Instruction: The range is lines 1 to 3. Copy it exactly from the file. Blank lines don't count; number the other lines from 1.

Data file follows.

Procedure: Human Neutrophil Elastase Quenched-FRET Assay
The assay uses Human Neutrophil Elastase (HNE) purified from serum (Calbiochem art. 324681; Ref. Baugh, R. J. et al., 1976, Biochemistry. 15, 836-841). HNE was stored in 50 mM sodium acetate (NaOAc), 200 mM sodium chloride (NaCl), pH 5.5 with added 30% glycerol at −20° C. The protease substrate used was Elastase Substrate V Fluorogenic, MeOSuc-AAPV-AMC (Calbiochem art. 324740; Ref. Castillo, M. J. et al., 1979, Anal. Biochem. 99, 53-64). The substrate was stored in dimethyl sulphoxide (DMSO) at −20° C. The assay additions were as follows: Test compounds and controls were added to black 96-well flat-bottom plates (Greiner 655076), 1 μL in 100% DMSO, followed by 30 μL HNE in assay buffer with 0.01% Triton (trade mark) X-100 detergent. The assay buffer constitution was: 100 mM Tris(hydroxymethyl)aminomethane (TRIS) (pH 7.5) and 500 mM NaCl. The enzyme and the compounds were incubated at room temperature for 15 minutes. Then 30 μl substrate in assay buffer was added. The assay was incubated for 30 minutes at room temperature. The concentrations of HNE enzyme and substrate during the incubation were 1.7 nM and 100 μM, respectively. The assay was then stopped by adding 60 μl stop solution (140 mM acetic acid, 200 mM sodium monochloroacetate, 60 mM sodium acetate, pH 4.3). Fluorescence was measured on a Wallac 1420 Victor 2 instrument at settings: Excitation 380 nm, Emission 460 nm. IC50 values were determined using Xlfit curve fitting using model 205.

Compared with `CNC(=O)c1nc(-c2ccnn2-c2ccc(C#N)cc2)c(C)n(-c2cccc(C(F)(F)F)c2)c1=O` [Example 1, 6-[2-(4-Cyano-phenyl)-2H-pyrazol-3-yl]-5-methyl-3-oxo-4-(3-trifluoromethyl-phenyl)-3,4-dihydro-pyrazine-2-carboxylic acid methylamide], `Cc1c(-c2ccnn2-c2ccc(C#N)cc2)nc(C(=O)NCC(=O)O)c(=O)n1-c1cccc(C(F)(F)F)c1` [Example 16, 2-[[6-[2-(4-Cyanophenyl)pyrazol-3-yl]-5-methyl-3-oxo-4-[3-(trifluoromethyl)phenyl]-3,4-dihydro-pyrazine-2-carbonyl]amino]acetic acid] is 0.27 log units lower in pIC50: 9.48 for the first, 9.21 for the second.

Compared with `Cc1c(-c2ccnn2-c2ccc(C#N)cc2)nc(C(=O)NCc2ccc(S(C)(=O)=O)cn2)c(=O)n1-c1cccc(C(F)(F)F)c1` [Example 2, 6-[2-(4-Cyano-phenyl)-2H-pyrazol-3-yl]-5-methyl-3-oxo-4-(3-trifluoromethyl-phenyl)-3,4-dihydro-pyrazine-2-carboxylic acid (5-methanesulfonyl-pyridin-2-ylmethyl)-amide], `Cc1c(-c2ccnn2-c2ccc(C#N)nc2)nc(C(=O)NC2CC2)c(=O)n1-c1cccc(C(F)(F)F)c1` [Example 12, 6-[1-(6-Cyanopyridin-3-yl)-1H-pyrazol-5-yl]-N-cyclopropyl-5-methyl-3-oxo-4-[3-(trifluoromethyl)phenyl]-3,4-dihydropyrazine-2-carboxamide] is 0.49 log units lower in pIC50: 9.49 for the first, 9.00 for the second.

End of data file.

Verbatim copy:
Procedure: Human Neutrophil Elastase Quenched-FRET Assay
The assay uses Human Neutrophil Elastase (HNE) purified from serum (Calbiochem art. 324681; Ref. Baugh, R. J. et al., 1976, Biochemistry. 15, 836-841). HNE was stored in 50 mM sodium acetate (NaOAc), 200 mM sodium chloride (NaCl), pH 5.5 with added 30% glycerol at −20° C. The protease substrate used was Elastase Substrate V Fluorogenic, MeOSuc-AAPV-AMC (Calbiochem art. 324740; Ref. Castillo, M. J. et al., 1979, Anal. Biochem. 99, 53-64). The substrate was stored in dimethyl sulphoxide (DMSO) at −20° C. The assay additions were as follows: Test compounds and controls were added to black 96-well flat-bottom plates (Greiner 655076), 1 μL in 100% DMSO, followed by 30 μL HNE in assay buffer with 0.01% Triton (trade mark) X-100 detergent. The assay buffer constitution was: 100 mM Tris(hydroxymethyl)aminomethane (TRIS) (pH 7.5) and 500 mM NaCl. The enzyme and the compounds were incubated at room temperature for 15 minutes. Then 30 μl substrate in assay buffer was added. The assay was incubated for 30 minutes at room temperature. The concentrations of HNE enzyme and substrate during the incubation were 1.7 nM and 100 μM, respectively. The assay was then stopped by adding 60 μl stop solution (140 mM acetic acid, 200 mM sodium monochloroacetate, 60 mM sodium acetate, pH 4.3). Fluorescence was measured on a Wallac 1420 Victor 2 instrument at settings: Excitation 380 nm, Emission 460 nm. IC50 values were determined using Xlfit curve fitting using model 205.

Compared with `CNC(=O)c1nc(-c2ccnn2-c2ccc(C#N)cc2)c(C)n(-c2cccc(C(F)(F)F)c2)c1=O` [Example 1, 6-[2-(4-Cyano-phenyl)-2H-pyrazol-3-yl]-5-methyl-3-oxo-4-(3-trifluoromethyl-phenyl)-3,4-dihydro-pyrazine-2-carboxylic acid methylamide], `Cc1c(-c2ccnn2-c2ccc(C#N)cc2)nc(C(=O)NCC(=O)O)c(=O)n1-c1cccc(C(F)(F)F)c1` [Example 16, 2-[[6-[2-(4-Cyanophenyl)pyrazol-3-yl]-5-methyl-3-oxo-4-[3-(trifluoromethyl)phenyl]-3,4-dihydro-pyrazine-2-carbonyl]amino]acetic acid] is 0.27 log units lower in pIC50: 9.48 for the first, 9.21 for the second.